The IRS on Monday put out Notice 2006-44, which provides sample plan language for 401(k) plan sponsors to use for their plan amendments.
The language may be used by pre-approved plans and individually designed plans, and plan administrators should modify the language to fit their specific situations, the IRS said. For example, according to the IRS, the sample amendment does not address “the extent to which an employee can elect that a distribution (other than a corrective distribution of excess distributions) is to be made from either the designated Roth account or any other account of the employee under the plan.” Plans will need to conform their plan amendments to cover this issue.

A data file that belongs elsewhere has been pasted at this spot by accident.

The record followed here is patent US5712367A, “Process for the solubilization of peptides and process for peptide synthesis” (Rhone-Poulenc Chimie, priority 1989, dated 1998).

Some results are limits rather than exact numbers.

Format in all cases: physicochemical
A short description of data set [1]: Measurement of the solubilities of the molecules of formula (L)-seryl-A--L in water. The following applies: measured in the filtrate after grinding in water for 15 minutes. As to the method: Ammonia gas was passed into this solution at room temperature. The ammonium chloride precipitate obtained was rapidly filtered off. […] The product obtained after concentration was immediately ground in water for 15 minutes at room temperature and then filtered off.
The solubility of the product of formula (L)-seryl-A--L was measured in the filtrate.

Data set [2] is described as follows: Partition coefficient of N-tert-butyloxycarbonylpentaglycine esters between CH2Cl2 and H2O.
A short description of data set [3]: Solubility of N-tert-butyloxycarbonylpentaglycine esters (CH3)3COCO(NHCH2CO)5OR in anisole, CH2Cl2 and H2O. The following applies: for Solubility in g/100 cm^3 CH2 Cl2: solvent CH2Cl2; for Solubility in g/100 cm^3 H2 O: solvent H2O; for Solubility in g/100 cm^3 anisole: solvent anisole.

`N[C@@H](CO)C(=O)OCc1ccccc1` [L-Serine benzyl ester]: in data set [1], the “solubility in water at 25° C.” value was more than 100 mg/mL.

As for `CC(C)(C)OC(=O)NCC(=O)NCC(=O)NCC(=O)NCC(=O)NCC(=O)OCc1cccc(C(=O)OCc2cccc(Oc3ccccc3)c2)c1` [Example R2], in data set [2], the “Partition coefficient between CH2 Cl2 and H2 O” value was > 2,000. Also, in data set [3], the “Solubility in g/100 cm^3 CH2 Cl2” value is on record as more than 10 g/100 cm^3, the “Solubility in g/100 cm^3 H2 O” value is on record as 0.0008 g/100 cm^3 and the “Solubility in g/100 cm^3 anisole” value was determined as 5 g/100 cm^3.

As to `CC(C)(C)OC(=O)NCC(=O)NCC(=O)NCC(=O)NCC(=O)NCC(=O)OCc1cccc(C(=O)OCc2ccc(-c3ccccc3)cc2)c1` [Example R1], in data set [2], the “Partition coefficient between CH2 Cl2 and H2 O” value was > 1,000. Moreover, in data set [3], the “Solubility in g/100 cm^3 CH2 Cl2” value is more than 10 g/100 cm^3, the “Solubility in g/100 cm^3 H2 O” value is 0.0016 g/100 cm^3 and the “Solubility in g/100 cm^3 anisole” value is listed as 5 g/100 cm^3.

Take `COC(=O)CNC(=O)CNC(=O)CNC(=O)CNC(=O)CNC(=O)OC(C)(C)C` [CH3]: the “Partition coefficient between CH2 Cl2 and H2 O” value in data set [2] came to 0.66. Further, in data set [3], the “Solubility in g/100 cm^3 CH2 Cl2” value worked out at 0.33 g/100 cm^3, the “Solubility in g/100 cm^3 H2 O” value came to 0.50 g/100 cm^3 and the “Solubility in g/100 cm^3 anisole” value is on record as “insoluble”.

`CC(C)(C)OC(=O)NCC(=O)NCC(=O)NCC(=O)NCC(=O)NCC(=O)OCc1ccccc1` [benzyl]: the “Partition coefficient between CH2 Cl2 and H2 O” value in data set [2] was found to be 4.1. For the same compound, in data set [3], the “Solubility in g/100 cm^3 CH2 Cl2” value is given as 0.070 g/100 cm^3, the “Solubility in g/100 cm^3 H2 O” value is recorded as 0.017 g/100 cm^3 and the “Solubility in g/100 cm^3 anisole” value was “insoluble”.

Officials said the adoption of the amendment allowing for designated Roth contributions will not cause master and prototype or volume submitter plans to fail to be pre-approved. If such an amendment caused the plan to satisfy the tax qualification provisions of 401(a), IRS said, “the plan will not be disqualified if a remedial amendment that corrects the failure is adopted before the end of the remedial amendment period.”
Beginning in 2006, Section 401(k) plans may allow participants to make designated Roth elective deferrals with after-tax income, as long as the plans are amended to allow the contributions by the end of the year in which the amendment is effective. Employers must sign and date their amendments permitting Roth contributions, IRS said in the notice.
The notice is here.